Serenity Sunday: Ten Years, Ten Lessons

In honor of my ten year wedding anniversary coming up on February 14th, I am sharing ten personal reflections on marriage.

February 14, 2009. Our wedding day!

These may read as lessons learned on my marital journey thus far or gender neutral tips for experiencing lifelong love and intimacy in your relationship.

First thing’s first. You must love and respect yourself before you can offer love and respect to a life partner. Live life responsibly. Have self-control. Reclaim your life and get the victory over unhealthy habits, negative people, and vices.

Lesson two. Patience is fundamental. Each person brings his/her own supply of insecurities, mistakes, or past traumas into a marital union. The realization that one is operating on a past hurt requires healing time. It can take months, years, or even half a lifetime for your spouse to overcome and heal from past issues. One may even transgress or become all out confused as a result of stuff that has happened in the past. Your mate’s journey to a better him/her is not a quick fix. Can you wait without complaint?

Lesson three. Needs must be addressed. We are never without need.  Realize that, like our children, adults also need different things at different times (i.e. intimacy vs. socialization, motivation vs. chillaxation and so on). When two people come together to live life combined, basic human needs can clash. Even if you are good at communicating need, it could still result in tension or straight up conflict. Don’t let contrasting needs turn you into enemies. Understand how need works and know that meeting your partner’s need is almost always an act of sacrificial love. How loving can you be?

Lesson four. Maintain a sense of humor and a bright outlook no matter how difficult life can get. If you’re serious-natured like me, be intentional when it comes to letting loose and having fun. In marriage, there are certainly times for critical conversation and there are also times that require silliness. So tell lots of jokes, dance, and share crazy videos with one another.

Lesson five. It won’t be perfect. I don’t care how people present themselves on social media, two imperfect people do not equal a perfect marriage. Stop obsessing over perfection. Stop competing. 

Lesson six. There is an I in marriage and that I has to do with your individual, total self. Even though you have a lifelong partner, you will still have to define yourself for yourself as you grow into the man/woman you were created to be. Children, for example, force us to lose ourselves and then develop a new identity until we find ourselves again. If you’re paying attention, you should be able to tell when your husband or wife is having an identity crisis. Remember to be patient.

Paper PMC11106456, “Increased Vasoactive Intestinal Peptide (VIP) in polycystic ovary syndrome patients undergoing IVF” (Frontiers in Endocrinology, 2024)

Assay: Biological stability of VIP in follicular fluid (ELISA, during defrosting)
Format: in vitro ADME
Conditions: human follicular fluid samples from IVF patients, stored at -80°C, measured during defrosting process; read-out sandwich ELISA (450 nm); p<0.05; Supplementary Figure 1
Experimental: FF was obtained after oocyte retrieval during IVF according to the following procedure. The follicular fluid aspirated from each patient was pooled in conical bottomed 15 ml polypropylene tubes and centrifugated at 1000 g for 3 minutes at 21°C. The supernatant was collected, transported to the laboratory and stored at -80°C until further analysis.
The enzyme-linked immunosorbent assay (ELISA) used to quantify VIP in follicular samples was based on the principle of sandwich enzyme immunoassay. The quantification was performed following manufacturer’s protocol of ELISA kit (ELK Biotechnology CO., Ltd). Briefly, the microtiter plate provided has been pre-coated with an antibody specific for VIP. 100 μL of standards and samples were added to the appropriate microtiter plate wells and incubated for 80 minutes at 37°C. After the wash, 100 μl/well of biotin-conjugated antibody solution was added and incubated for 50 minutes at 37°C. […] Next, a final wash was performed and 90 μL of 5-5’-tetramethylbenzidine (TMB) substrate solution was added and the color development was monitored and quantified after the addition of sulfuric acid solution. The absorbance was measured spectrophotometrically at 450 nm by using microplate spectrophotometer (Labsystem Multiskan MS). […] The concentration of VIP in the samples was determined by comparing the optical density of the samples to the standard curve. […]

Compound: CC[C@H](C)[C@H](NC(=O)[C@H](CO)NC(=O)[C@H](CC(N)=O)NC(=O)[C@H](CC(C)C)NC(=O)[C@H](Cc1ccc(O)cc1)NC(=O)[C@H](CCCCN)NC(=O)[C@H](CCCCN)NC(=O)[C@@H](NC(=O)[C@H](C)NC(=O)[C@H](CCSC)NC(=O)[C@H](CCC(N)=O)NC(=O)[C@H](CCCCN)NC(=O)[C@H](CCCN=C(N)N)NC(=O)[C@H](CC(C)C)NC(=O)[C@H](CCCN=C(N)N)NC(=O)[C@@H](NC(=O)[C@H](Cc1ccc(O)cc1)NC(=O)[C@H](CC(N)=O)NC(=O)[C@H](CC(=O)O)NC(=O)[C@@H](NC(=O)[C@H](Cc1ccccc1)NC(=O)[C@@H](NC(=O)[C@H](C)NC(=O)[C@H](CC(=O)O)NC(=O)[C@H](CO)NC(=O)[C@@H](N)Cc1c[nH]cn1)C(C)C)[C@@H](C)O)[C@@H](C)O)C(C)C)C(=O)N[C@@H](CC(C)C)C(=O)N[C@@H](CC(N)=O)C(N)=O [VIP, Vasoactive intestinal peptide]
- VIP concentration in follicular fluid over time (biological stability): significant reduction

Lesson seven. Adjust constantly. Your spouse will change. Finances will change. Routines will change. Minds will change. Health will change. Hearts can change. Everything could very well change. People gain new interests and insights. Consistency is great, but expecting people to be the same way forever is pushing it. There will be new dreams, careers, hobbies, and plans. Like a manual transmission car, you each are responsible for shifting gears. Work together during periods of change. Clutch! And curb the impulse to demand that things go back to how they used to be because change is making you unhappy. Who knows where change will take you.

Lesson eight. Making love is essential. Connecting on an emotional, spiritual, and physical level daily is so important. Making the first move on any level is also an act of bravery because no one wants to feel unwanted or rejected. Be brave. Make moves. Re-connect when kids interrupt sexual ebb and flow! They’re cute and have a way of landing slap dab in the middle of the bed forcing parents to opposite ends. The hateration is real in the bedroom dancery, so set boundaries. 

Lesson nine. Apologize and be free. There is an amazing grown-up feeling you get when you consider your emotional health and well being by choosing to forgive/forgo the impulse to retaliate, assume, punish, resent, carry a grudge, or criticize. There’s an incomprehensible power that comes with being an agent of peace who hardly ever comes out of character. Consider the children who watch and hear.

Final lesson. Tomorrow isn’t promised so tell your spouse daily that you love him/her. Don’t even pass by each other without acknowledging the other person. A tap, a smile, a kiss, a touch, a helping hand. Never be too tired or occupied to notice something new/different, to surprise one another, or to simply be the best helpmate you can be.

♥ We fight for our marriage daily. What lessons have you learned? Comment, share, and spread the love.


One thought on “Serenity Sunday: Ten Years, Ten Lessons

  1. Thank you so much for your help. I was going to list the top three of these that I felt were the most profound. Then, I re-read it and decided that ALL are essential and on point. Fantastic!

    Liked by 1 person

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